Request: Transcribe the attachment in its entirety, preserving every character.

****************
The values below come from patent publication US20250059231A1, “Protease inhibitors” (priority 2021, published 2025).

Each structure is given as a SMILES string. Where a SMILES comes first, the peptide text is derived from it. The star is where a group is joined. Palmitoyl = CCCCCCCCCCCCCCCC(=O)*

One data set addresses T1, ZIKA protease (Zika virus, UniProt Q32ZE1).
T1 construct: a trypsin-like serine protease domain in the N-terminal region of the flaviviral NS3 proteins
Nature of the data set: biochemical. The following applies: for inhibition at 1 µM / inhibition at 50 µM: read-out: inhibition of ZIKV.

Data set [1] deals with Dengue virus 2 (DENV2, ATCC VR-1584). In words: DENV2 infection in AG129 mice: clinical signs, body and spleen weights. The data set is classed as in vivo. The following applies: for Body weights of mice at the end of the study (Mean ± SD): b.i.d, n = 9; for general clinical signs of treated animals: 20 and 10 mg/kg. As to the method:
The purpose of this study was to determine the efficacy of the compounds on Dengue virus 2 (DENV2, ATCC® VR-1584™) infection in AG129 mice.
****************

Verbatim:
The values below come from patent publication US20250059231A1, “Protease inhibitors” (priority 2021, published 2025).

Each structure is given as a SMILES string. Where a SMILES comes first, the peptide text is derived from it. The star is where a group is joined. Palmitoyl = CCCCCCCCCCCCCCCC(=O)*

One data set addresses T1, ZIKA protease (Zika virus, UniProt Q32ZE1).
T1 construct: a trypsin-like serine protease domain in the N-terminal region of the flaviviral NS3 proteins
Nature of the data set: biochemical. The following applies: for inhibition at 1 µM / inhibition at 50 µM: read-out: inhibition of ZIKV.

Data set [1] deals with Dengue virus 2 (DENV2, ATCC VR-1584). In words: DENV2 infection in AG129 mice: clinical signs, body and spleen weights. The data set is classed as in vivo. The following applies: for Body weights of mice at the end of the study (Mean ± SD): b.i.d, n = 9; for general clinical signs of treated animals: 20 and 10 mg/kg. As to the method:
The purpose of this study was to determine the efficacy of the compounds on Dengue virus 2 (DENV2, ATCC® VR-1584™) infection in AG129 mice.